Friday, March 30, 2012

Congratulations to Bill Dembski!

Bill Dembski has a new job as the "Phillip E. Johnson Research Professor of Science and Culture" at the Southern Evangelical Seminary. I know all readers of this blog will join me in congratulating Prof. Dembski in obtaining this position, for which he is most suited.

Southern Evangelical Seminary's doctrinal statement says "We believe in the special creation of the entire space-time universe and of every basic form of life in the six historic days of the Genesis creation record. We also believe in the historicity of the biblical record, including the special creation of Adam and Eve as the literal progenitors of all people, the literal fall and resultant divine curse on the creation, the worldwide flood, and the origin of nations and diverse languages at the tower of Babel." I wonder if Prof. Dembski will be required to recant his belief in an old earth?


Anonymous said...

Origin of diverse languages at the tower of Babel? Can't leave cosmology and biology well enough alone, now they've got to encroach on linguistics.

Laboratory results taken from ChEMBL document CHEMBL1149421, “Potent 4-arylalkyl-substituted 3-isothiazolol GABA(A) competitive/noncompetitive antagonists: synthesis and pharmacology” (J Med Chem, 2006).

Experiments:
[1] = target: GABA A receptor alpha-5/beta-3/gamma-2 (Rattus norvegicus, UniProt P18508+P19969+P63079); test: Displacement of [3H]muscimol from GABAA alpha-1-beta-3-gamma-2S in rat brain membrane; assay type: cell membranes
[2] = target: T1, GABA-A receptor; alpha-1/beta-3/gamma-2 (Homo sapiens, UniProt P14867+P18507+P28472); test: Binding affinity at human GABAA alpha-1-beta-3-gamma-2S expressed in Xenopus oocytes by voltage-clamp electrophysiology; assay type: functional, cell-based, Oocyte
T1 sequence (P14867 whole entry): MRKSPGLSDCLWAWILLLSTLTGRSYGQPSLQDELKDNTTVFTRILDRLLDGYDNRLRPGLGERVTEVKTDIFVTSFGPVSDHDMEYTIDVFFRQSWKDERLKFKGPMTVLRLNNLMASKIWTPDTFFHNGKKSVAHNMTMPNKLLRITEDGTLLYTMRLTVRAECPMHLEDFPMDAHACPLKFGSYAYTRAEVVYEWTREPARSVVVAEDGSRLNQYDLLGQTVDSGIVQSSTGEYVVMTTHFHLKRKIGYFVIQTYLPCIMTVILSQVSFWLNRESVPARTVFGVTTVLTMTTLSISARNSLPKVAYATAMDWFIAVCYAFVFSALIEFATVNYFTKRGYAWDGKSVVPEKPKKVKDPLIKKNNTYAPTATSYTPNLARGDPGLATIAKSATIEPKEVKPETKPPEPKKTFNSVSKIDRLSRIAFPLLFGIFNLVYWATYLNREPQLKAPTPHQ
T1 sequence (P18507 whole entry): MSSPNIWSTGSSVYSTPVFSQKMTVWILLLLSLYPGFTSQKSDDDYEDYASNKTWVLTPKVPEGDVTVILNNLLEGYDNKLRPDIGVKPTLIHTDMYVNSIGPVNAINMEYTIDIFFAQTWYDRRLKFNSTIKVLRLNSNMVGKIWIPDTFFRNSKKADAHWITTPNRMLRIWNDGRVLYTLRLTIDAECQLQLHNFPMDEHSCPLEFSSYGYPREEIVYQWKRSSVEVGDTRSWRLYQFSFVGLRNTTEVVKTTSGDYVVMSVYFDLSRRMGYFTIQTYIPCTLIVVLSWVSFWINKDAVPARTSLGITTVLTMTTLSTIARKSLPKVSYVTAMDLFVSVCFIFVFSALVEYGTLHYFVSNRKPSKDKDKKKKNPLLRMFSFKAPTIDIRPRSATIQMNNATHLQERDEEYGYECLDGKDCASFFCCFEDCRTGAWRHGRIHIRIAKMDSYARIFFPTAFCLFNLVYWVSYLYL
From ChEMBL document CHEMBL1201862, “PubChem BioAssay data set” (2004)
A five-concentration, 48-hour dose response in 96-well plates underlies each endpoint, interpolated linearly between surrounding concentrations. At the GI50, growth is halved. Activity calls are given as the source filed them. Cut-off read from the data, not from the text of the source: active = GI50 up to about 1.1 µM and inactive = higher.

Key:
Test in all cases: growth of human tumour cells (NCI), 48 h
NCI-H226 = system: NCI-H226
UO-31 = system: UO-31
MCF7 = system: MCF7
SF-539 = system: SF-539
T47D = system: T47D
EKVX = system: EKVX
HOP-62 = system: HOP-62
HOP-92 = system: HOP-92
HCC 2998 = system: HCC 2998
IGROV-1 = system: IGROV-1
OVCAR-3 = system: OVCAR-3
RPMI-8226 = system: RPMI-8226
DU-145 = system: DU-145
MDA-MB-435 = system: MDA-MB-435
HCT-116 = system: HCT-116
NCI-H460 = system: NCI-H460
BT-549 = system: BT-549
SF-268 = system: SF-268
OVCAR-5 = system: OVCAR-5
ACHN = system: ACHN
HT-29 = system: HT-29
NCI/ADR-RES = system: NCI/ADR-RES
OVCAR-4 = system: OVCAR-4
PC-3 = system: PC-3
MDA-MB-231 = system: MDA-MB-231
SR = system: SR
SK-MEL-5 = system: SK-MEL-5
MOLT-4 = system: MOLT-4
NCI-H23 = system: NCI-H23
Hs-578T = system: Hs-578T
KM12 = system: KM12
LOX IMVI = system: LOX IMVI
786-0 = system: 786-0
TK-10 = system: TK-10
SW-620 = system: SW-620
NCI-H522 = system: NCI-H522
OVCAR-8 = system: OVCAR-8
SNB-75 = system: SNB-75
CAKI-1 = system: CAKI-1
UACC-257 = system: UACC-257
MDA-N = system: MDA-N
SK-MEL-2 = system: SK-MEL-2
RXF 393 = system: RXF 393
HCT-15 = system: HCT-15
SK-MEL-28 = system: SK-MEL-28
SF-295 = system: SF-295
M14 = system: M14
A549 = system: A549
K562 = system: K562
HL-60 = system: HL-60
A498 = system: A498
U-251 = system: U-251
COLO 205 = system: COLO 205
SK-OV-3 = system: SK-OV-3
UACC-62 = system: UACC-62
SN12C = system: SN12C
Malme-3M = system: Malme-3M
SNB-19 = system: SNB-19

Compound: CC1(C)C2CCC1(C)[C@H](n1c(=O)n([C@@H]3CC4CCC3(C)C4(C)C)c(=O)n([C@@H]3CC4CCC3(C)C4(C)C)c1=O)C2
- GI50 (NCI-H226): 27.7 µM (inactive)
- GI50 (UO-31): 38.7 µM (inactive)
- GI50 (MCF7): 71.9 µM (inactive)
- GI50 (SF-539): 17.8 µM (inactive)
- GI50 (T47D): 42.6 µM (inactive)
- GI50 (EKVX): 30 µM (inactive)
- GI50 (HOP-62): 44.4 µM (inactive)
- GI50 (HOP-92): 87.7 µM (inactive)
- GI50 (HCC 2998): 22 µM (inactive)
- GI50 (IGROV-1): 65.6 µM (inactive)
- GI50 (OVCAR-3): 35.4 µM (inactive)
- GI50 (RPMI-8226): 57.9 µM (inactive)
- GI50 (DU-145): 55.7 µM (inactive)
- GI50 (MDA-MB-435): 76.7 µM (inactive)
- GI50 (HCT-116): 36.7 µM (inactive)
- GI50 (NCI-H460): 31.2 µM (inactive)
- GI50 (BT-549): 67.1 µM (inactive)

Schenck said...

That Tower of Babel bit jumped out at me too. Do linguists actually get into arguments with these guys? Do they think after the tower fell that Proto-Indo-european was a spoken language and the rest of the family spread from there, or do they think English and Hindu sprang up full formed?

These guys absolutely cannot deal with anything changing over time can they?

Anonymous said...

Dembski's gonna have some splainin' to do, for sure.

~~ Paul

Circe said...

Actually, claiming that Hindi sprang up "full formed" would be rather hard to digest, since even Ken Ham would have to be persuaded that there is ample written evidence that there are no Hindi texts of consequence before the 12th century AD (before which other very different derivatives of Sanskrit prevailed in North India).

KeithB said...

Why just Hindi? Don't forget Italian, Spanish, French, English ...

Anonymous said...

Do linguists actually get into arguments with these guys?

Imagine what the arguments would look like:

-If English descended from a Germanic precursor, why is there still German?

-Where's the Missing Link between Old English and Early Middle English? Where's Old Crocoduck Middle English?

-Languages are irreducibly complex. If you remove words, or change grammatical ordering, you completely alter the meanings of sentences. There's no way languages can evolve into whole new languages.